With respect to McKinney, the court is not persuaded that any of the "primary duty" factors cuts decisively in the defendants' favor. Accordingly, the defendants have failed to demonstrate that McKinney's primary duty was directly related to the management or business operations of the employer.

As for Robinson, the fact that he earned significantly more than his non-exempt subordinates provides some support for the defendants' invocation of the administrative exemption. Yet given the inconclusiveness of the other three factors, as well as the fact that the FLSA exemptions are to be construed narrowly and applied only to those unmistakably within their parameters, see Morgan, 551 F.3d at 1239, the court determines that the salary disparity alone would not preclude a reasonable jury from concluding that Robinson's primary duty was not directly related to the management of the employer's business.

The authorities relied on by the defendants do not persuade the court to reach a different result. See Defs.' Mot. at 11-13. The apartment building managers in Moncrief v. Daro Realty, Inc., a decision cited by the defendants, supervised sixteen to twenty employees, interviewed and hired a wide variety of employees, such as desk clerks, porters and maintenance men, had the power to terminate their subordinates if necessary, handled eviction proceedings and had the authority to determine what repairs were needed and to hire outside contractors to make those repairs. 2005 WL 1119794, at *2-3. Furthermore, there is no indication that the plaintiffs in Moncrief spent a significant portion of their work time on custodial or non-managerial duties. See generally id. Similarly, the motel managers in Reich v. Avoca Motel Corp. were responsible for interviewing, hiring, managing and training housekeepers and desk clerks and "would often make suggestions and recommendations to [the owner] concerning the method of operation of the motels." 82 F.3d at 239. Furthermore, although the motel managers spent a portion of their time on custodial and non-managerial tasks, there is no indication that these tasks comprised a regular or central part of their responsibilities. See id. (observing that "[t]he time spent doing laundry, taking reservations, and checking in guests was proportional to the volume of business -- more when it was good and less when it was slow").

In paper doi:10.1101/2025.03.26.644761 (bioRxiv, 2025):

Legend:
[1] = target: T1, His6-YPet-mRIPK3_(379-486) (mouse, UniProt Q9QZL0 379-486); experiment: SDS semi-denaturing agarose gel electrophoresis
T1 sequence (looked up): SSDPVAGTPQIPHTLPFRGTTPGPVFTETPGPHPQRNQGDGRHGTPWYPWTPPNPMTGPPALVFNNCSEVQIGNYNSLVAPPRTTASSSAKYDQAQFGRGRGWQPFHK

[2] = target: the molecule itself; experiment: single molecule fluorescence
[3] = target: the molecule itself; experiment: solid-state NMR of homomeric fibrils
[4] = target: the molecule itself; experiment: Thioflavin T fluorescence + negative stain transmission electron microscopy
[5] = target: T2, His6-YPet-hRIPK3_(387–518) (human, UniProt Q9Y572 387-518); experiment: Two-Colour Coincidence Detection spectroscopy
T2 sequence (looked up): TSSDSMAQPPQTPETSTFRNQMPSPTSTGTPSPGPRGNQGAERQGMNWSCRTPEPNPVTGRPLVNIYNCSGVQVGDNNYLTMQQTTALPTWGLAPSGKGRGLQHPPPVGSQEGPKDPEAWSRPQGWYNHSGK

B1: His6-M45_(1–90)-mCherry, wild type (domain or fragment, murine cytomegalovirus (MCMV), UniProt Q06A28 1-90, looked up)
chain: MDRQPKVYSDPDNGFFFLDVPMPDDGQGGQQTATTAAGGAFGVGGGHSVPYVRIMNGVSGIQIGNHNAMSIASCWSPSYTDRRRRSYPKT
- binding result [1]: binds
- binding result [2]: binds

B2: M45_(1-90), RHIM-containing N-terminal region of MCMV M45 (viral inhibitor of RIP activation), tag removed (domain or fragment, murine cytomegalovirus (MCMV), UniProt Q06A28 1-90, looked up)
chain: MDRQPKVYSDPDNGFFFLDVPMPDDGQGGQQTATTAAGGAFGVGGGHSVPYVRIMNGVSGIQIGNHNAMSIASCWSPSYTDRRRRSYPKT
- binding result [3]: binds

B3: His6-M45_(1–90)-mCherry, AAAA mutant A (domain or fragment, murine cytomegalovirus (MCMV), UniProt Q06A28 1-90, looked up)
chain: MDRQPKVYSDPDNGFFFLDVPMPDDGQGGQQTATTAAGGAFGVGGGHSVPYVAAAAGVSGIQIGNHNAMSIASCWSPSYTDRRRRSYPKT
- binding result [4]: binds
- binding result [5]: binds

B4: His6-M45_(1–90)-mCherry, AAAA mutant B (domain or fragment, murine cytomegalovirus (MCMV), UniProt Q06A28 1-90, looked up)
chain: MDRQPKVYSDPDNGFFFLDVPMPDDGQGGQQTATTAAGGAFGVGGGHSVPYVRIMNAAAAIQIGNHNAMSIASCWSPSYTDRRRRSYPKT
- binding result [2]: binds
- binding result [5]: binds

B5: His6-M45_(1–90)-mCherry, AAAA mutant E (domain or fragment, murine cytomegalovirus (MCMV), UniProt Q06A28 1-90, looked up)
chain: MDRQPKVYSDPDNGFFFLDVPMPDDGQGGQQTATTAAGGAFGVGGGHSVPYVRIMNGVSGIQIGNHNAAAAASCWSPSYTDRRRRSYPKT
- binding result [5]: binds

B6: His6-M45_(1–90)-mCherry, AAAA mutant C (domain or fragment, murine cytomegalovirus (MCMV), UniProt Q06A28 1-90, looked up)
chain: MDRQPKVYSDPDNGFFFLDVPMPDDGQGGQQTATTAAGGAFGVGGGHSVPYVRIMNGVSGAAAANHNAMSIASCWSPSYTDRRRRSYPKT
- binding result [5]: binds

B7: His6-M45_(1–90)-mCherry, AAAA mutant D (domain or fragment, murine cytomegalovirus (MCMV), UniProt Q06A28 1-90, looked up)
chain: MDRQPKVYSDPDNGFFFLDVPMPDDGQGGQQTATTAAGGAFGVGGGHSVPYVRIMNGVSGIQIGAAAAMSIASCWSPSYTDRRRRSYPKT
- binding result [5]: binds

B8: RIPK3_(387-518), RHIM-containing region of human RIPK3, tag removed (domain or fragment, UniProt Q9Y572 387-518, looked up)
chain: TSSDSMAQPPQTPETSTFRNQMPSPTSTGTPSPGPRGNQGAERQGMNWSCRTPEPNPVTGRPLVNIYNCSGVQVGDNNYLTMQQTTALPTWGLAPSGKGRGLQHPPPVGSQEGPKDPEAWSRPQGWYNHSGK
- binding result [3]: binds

Indeed, Moncrief and Avoca Motel are no more on point than Jarrett v. ERC Properties, Inc., 211 F.3d 1078 (8th Cir. 2000). The employer in Jarrett sought to overturn a jury verdict that the manager of an apartment complex was not an administrative employee for purposes of FLSA. Id. at 1080. The Circuit noted that the plaintiff's duties included: collecting applications from prospective tenants; verifying references and other application information; contacting potential applicants regarding apartment availability; preparing 'reports,' which she described as filling in blanks on printed forms; writing receipts and verifying rent payments; performing minor repairs and getting help for repairs she could not do; picking up trash; maintaining the grounds; cleaning the laundry room, bathrooms, and community room; locking and unlocking common rooms according to a schedule determined by her supervisor; and forwarding invoices to [her employer] for payment.